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    Fear of arsenic shuts playground

    Test results prompt the closure, and officials at the Long Center are unsure how long it will last.

    [Times photo: John Pendygraft]
    Long Center workers Jim Nadzam, left, and Jeff Berman cordon off the playground at the Long Center in Clearwater after elevated arsenic levels in the soil were found.

    By CHRISTINA HEADRICK

    © St. Petersburg Times, published April 4, 2001


    CLEARWATER -- The Long Center's Sunshine Playground was closed and encircled with yellow caution tape Tuesday afternoon after tests of the soil under the playground showed nearly seven times the amount of arsenic the state considers safe.

    Mark Abdo, the Long Center's executive director, said he had no idea how long the popular playground, shaped like a wooden fort, would remain closed.

    "It could be a matter of days, a matter of weeks or longer," Abdo said. "This is very unfamiliar territory to us. I'm looking for someone to tell me this is dangerous, or don't tell me it's dangerous. It's like people could be alarmed, but then you don't have answers to give them."

    Soil samples at the Sunshine Playground were taken just over a week ago, with the results reported late Monday to city officials.

    The testing occurred after a Times report prompted concerns about high arsenic levels in the soil at other local playgrounds, all of which were constructed with wood treated with chromated copper arsenate. This pesticide, called CCA, is infused in the wood to make it more durable.

    Signs were posted at the Long Center on Tuesday that read: "Based on a preliminary report, arsenic levels in the soil may exceed current state standards. The Long Center is temporarily closing the Sunshine Playground until environmental experts deem the facility safe."

    The Long Center sports complex at 1501 N Belcher Road is run by a public-private partnership that is supported by the cities of Clearwater and Safety Harbor, Clearwater for Youth and the Upper Pinellas Association for Retarded Citizens.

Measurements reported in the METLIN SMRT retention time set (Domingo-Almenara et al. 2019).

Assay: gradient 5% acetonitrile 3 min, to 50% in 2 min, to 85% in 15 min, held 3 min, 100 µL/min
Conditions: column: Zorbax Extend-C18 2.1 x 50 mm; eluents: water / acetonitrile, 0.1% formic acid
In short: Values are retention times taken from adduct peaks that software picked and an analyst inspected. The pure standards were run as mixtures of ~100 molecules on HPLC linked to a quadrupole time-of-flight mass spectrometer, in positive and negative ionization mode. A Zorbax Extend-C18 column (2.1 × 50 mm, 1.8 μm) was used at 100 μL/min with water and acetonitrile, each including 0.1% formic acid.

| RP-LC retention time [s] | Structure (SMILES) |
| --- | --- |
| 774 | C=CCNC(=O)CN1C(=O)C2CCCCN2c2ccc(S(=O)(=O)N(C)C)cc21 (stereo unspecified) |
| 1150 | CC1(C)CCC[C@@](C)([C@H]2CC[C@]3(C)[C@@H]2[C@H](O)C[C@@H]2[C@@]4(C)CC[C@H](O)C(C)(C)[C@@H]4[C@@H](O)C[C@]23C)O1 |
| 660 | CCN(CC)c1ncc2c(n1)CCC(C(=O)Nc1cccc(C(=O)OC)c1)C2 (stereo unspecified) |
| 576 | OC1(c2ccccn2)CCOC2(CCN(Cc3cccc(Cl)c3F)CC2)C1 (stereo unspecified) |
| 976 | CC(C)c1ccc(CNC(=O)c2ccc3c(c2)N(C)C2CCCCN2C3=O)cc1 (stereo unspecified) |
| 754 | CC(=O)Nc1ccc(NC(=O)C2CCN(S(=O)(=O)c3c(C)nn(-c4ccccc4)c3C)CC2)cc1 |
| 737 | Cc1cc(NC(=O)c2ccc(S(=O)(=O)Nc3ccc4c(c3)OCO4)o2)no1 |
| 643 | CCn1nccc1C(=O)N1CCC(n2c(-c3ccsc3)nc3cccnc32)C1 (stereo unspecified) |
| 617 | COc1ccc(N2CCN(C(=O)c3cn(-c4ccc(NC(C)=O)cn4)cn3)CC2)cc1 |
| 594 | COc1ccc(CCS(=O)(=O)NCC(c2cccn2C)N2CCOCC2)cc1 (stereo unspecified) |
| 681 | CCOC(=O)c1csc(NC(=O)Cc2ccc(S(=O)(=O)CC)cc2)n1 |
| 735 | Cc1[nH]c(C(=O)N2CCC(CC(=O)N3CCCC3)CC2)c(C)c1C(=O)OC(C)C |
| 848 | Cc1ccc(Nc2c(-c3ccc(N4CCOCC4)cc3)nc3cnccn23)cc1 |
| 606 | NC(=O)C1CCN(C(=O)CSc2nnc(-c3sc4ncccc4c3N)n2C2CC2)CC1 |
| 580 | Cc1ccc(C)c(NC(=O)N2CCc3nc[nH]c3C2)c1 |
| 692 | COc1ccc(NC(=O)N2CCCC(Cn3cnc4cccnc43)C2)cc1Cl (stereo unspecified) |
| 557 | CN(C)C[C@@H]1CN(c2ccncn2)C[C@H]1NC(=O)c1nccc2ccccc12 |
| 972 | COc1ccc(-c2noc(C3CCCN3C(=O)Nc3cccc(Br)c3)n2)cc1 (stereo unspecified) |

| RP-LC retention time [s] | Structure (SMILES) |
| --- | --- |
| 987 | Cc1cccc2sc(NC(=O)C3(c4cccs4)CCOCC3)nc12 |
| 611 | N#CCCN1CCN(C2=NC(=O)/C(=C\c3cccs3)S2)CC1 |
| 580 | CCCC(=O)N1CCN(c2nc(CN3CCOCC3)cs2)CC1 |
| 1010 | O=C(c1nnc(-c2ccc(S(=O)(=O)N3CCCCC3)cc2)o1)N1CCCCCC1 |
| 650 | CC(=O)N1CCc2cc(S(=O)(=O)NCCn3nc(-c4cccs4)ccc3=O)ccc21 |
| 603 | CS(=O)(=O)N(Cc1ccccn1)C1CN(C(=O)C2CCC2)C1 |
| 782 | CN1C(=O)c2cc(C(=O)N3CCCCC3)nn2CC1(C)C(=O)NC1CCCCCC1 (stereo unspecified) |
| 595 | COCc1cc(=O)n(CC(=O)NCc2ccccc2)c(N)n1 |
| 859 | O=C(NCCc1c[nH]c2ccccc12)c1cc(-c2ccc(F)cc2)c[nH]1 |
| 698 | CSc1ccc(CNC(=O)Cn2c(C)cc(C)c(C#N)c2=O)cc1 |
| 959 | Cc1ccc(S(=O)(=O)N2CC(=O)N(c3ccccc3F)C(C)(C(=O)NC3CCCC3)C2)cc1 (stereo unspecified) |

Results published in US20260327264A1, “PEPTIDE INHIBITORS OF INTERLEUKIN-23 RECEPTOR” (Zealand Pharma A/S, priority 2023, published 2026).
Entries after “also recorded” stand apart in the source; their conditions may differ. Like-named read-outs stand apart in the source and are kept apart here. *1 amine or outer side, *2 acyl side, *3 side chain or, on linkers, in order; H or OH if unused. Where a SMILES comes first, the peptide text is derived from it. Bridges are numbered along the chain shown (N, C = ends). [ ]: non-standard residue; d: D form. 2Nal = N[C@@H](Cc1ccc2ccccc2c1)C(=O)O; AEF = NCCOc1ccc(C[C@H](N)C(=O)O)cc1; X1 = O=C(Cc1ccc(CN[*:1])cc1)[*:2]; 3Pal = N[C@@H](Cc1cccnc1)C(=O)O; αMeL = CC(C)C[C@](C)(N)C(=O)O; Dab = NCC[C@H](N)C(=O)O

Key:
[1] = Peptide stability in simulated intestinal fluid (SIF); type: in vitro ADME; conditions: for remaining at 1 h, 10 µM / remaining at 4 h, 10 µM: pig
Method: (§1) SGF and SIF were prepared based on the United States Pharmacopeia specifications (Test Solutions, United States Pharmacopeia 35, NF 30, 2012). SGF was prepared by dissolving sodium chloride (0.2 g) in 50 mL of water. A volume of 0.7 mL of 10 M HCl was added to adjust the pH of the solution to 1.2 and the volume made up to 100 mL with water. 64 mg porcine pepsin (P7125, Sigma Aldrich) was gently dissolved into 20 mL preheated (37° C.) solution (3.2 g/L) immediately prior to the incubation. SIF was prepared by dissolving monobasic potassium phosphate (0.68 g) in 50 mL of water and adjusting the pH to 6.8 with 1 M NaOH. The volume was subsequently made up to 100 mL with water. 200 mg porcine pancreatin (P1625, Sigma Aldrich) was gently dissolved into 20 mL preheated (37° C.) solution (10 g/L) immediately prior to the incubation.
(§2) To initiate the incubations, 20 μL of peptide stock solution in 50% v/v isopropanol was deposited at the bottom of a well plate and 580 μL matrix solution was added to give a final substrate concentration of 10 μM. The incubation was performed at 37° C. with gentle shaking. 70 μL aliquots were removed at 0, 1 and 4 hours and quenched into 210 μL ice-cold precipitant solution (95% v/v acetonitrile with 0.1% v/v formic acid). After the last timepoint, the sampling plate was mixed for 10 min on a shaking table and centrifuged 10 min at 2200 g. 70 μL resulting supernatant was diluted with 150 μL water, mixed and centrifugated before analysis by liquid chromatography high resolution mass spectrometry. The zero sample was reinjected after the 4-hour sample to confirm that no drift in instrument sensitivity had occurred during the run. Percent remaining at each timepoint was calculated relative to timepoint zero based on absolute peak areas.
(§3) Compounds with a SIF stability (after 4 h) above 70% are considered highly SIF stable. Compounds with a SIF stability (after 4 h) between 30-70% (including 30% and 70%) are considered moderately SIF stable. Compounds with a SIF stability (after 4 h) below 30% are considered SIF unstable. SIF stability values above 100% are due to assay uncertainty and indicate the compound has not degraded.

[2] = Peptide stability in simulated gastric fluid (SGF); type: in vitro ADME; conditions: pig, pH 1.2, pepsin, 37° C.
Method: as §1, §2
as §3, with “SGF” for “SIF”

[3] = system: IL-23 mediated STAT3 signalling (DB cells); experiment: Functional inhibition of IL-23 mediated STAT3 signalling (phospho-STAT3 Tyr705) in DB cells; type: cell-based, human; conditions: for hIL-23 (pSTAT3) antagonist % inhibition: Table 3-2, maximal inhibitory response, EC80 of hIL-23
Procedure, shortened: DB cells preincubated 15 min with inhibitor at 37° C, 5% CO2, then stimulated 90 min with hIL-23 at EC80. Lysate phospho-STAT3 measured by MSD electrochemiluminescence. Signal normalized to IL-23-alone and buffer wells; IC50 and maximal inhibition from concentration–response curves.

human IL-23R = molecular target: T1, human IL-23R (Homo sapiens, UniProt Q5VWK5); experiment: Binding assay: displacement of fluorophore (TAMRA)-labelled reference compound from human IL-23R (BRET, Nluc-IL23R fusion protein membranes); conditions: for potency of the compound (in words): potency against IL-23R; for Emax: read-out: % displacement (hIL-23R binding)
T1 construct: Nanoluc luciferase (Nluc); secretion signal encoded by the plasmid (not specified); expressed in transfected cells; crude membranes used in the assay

The city owns the land under the center and the playground and paid for the soil testing.

    Five soil samples were taken, said Kevin Dunbar, the city's parks and recreation director. They showed arsenic content that ranged from 1.4 parts per million at a ladder to 5.5 parts per million at the base of a playground slide.

    The highest sample is nearly seven times what the state considers safe for residential areas, and about one-and-a-half times the arsenic allowed by the state in the soil at industrial cleanup sites.

    Still, Dunbar noted, the levels were less than the amount of arsenic reported at some other area playgrounds, such as at Al Lopez Park's playground in Tampa, that were reopened to the public after testing.

    "The next step is have a toxicologist read the numbers," Dunbar said. "Until then, it's prudent to close until further evaluation."

    Long Center and city officials agreed that deciding what to do next may be difficult.

    Chronic exposure to arsenic can cause cancer or other health problems. The main route of exposure from CCA-treated wood is hand-to-mouth, meaning people touch the wood or contaminated dirt and then their mouths.

    The wood treatment industry has commissioned studies that found the use of the wood safe, and one state toxicologist has told the Times that a child might have to eat a spoonful of arsenic-contaminated dirt daily for 30 years to get cancer.

    Meanwhile, state environmental regulators have said they don't have enough information yet to say for sure what risk, if any, the chemically treated wood poses to people.

    Parents watching their children climb all over the Sunshine Playground on Tuesday afternoon, before they were politely asked to leave by Long Center officials, weren't sure what to think about the test results.

    "For the short time we're here, I would think there wouldn't be a problem," said Denise Blodgett, who lives in the Atlanta area and brings her two sons and daughter to the playground whenever she visits her mother here.

    "I've never read or seen anything about that, and we've been coming here for at least nine years."

    Yelena Roshten, a Clearwater resident at the playground with her two daughters, said she didn't know enough about arsenic to gauge whether the levels that were reported were harmful. She could find another playground if she needs to, she said.

    "But they like this one," she added. "My daughter says she wants to come play here, on the sand."

    - Information from Times files was used in this report.

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